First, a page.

“Mom, you are in a weirdly good mood! Turn it down to a 5.” Informed my sassy daughter gleefully as we chomped down a Dunkin Donut breakfast at the airport before our plane took off for Dubai. After two weeks of intense schedule, unnecessary worries of health, presentations at work and other issues, we were ready to take off – headed to roost. And yes, I was uncharacteristically chirpy.
After a thirteen hour-long flight to Dubai, five hours layover there and then a four hour plane ride to Kolkata, I was ready to hate the universe. But then, almost magically, the lights of Kolkata appeared beneath us. My hatred melted away leaving an inexplicable joy in its place. The relief of arriving at our destination was compounded by the relief of coming home. Ryan, who was sitting by the window, nudged me to show the lights of the city below us and seeing my ecstatic and expectant face, said in a very characteristic Ryan way, “Your time to shine Mom! Your time to shine! We are coming to your city!” I did have a tiny little pang in a remote corner in my heart – my city, not theirs, never theirs. My city indeed!
I have already written a blog about going home (Almost home) so I do not want to repeat myself, however, I did wonder if there are many cities out there in the world where those who belong feel such deeply personal ownership towards it. My happiness was shared by many of the passengers on board. A ripple of joy and excitement passed through the plane where murmurs like:
“Eshe gechi!” (we have arrived)
“Oi dekh Kolkata!” (See, there is Kolkata)
was overheard over the drone of the plane’s wheels engaging.
Since I am a Bangali, I shamelessly eavesdropped on the conversation of the young couple sitting across the aisle from me (they were speaking loudly). The young woman’s joy was written all over her face and I automatically felt a kinship with my fellow Kolkata lover. She hugged her little son in glee and said, “Babu, eshe gechi, Babu eshe gechi!” (Babu, we have arrived).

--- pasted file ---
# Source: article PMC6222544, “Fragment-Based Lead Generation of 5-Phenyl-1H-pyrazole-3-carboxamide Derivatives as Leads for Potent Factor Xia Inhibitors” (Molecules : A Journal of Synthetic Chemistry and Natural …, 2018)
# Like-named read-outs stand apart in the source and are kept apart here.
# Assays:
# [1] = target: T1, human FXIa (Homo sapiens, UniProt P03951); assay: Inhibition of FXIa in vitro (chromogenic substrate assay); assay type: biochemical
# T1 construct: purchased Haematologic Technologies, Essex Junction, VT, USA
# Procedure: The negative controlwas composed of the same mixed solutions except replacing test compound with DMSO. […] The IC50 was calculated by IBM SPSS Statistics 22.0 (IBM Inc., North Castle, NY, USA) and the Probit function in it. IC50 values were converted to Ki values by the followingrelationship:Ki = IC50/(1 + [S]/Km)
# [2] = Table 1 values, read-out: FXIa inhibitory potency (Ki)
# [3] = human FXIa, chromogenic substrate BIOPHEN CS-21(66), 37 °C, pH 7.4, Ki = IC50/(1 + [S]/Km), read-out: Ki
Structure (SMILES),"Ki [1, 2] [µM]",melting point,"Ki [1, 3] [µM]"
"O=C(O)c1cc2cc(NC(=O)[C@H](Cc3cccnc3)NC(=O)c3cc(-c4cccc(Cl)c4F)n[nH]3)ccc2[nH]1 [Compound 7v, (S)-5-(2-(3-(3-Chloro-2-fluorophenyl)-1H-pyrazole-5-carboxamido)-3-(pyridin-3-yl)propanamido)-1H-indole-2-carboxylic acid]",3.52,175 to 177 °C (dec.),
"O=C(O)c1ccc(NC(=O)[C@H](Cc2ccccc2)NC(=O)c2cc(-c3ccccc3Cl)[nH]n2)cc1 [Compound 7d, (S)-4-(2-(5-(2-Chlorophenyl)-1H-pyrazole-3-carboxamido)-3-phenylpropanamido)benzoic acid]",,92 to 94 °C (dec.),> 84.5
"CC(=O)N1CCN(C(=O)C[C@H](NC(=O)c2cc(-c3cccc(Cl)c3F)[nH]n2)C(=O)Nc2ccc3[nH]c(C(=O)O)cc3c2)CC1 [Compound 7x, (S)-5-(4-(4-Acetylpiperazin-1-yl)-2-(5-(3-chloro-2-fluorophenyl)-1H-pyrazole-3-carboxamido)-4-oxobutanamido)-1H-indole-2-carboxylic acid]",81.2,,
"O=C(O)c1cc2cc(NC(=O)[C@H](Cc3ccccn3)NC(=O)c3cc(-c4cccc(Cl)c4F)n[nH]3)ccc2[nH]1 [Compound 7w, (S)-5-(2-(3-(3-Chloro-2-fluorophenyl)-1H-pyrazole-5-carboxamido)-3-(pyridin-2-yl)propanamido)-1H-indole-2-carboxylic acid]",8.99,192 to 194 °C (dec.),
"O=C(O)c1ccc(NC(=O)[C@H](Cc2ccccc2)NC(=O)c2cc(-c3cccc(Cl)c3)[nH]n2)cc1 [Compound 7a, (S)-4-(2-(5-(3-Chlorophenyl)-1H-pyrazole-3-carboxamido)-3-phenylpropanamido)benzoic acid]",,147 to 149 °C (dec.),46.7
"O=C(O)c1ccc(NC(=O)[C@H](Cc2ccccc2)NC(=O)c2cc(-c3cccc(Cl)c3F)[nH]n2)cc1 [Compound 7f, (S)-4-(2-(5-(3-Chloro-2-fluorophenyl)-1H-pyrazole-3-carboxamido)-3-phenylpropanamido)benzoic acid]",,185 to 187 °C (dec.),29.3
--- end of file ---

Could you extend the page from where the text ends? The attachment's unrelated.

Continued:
The woman’s husband quipped up, “Haa, joto kichu pocha, bhanga, nongra shei shohor e eshe gechi.” (Yes, where everything is nasty, broken and polluted, we have come to that city).
As one can imagine, a big argument ensued. The husband tried to say he was simply jesting but the wife’s Kolkata loving sensibilities were severely wounded,
After a relatively hassle free customs and immigration check we arrived at our designated carousel. I have written before that I find this last stretch absolutely unbearable but a miracle happened. The carousel never broke down like it has done in the past and both our suitcases danced their way to us only after about seven to ten minutes of waiting.
And then came the most coveted moment. The moment that makes two years of planning, worrying, anticipating all worth it. My smiling mother, my beaming father and this time my happy husband as well since he had arrived in India prior to us for work.
The hugs were awkward as usual. We still do not hug comfortably yet the happiness was palpable like you could almost touch it. My America born, very-used-to-hugging children threw themselves at their grandparents and were filled with kisses.
We emerged into the smoggy, dusty outside. I breathed in deeply and smiled. The commotion and complete chaos told me I had come back home. I smiled wide. And promised myself to imprint every moment of my waking time in my memory which then will sustain me till I can come back next time. I promised to feel deeply and meaningfully. I did.